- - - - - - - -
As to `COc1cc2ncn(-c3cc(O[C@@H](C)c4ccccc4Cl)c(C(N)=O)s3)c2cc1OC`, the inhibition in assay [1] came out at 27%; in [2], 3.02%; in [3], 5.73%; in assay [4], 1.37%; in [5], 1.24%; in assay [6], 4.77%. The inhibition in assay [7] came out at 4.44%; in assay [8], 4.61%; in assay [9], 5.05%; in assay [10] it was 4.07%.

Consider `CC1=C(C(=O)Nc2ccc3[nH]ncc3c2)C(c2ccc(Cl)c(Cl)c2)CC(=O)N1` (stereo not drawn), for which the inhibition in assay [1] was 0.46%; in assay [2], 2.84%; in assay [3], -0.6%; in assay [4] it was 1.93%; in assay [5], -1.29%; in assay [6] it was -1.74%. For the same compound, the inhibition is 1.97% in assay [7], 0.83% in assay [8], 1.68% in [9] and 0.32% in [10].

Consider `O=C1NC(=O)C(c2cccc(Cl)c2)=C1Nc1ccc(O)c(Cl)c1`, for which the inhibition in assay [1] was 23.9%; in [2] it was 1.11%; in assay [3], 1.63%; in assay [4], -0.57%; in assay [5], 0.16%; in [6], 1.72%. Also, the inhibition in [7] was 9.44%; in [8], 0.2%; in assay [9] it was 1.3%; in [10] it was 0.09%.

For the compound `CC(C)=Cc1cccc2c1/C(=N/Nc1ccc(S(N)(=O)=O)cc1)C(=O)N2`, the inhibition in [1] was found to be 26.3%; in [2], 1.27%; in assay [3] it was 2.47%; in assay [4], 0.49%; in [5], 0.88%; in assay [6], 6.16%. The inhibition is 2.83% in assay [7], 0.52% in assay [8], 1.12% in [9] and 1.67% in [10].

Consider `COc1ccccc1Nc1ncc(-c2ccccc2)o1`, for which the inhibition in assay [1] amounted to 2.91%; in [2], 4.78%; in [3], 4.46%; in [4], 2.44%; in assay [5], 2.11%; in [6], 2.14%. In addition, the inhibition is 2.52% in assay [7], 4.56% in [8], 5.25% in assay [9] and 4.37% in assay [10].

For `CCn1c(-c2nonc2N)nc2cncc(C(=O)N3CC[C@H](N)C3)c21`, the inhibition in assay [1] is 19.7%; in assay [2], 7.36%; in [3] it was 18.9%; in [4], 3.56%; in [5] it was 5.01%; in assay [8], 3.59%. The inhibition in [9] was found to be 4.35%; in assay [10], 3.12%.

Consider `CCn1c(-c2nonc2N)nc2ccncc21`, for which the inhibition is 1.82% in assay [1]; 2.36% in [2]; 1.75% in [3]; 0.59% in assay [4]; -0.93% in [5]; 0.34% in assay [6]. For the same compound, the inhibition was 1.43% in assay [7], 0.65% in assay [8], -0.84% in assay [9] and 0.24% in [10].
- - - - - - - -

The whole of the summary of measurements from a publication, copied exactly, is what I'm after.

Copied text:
As to `COc1cc2ncn(-c3cc(O[C@@H](C)c4ccccc4Cl)c(C(N)=O)s3)c2cc1OC`, the inhibition in assay [1] came out at 27%; in [2], 3.02%; in [3], 5.73%; in assay [4], 1.37%; in [5], 1.24%; in assay [6], 4.77%. The inhibition in assay [7] came out at 4.44%; in assay [8], 4.61%; in assay [9], 5.05%; in assay [10] it was 4.07%.

Consider `CC1=C(C(=O)Nc2ccc3[nH]ncc3c2)C(c2ccc(Cl)c(Cl)c2)CC(=O)N1` (stereo not drawn), for which the inhibition in assay [1] was 0.46%; in assay [2], 2.84%; in assay [3], -0.6%; in assay [4] it was 1.93%; in assay [5], -1.29%; in assay [6] it was -1.74%. For the same compound, the inhibition is 1.97% in assay [7], 0.83% in assay [8], 1.68% in [9] and 0.32% in [10].

Consider `O=C1NC(=O)C(c2cccc(Cl)c2)=C1Nc1ccc(O)c(Cl)c1`, for which the inhibition in assay [1] was 23.9%; in [2] it was 1.11%; in assay [3], 1.63%; in assay [4], -0.57%; in assay [5], 0.16%; in [6], 1.72%. Also, the inhibition in [7] was 9.44%; in [8], 0.2%; in assay [9] it was 1.3%; in [10] it was 0.09%.

For the compound `CC(C)=Cc1cccc2c1/C(=N/Nc1ccc(S(N)(=O)=O)cc1)C(=O)N2`, the inhibition in [1] was found to be 26.3%; in [2], 1.27%; in assay [3] it was 2.47%; in assay [4], 0.49%; in [5], 0.88%; in assay [6], 6.16%. The inhibition is 2.83% in assay [7], 0.52% in assay [8], 1.12% in [9] and 1.67% in [10].

Consider `COc1ccccc1Nc1ncc(-c2ccccc2)o1`, for which the inhibition in assay [1] amounted to 2.91%; in [2], 4.78%; in [3], 4.46%; in [4], 2.44%; in assay [5], 2.11%; in [6], 2.14%. In addition, the inhibition is 2.52% in assay [7], 4.56% in [8], 5.25% in assay [9] and 4.37% in assay [10].

For `CCn1c(-c2nonc2N)nc2cncc(C(=O)N3CC[C@H](N)C3)c21`, the inhibition in assay [1] is 19.7%; in assay [2], 7.36%; in [3] it was 18.9%; in [4], 3.56%; in [5] it was 5.01%; in assay [8], 3.59%. The inhibition in [9] was found to be 4.35%; in assay [10], 3.12%.

Consider `CCn1c(-c2nonc2N)nc2ccncc21`, for which the inhibition is 1.82% in assay [1]; 2.36% in [2]; 1.75% in [3]; 0.59% in assay [4]; -0.93% in [5]; 0.34% in assay [6]. For the same compound, the inhibition was 1.43% in assay [7], 0.65% in assay [8], -0.84% in assay [9] and 0.24% in [10].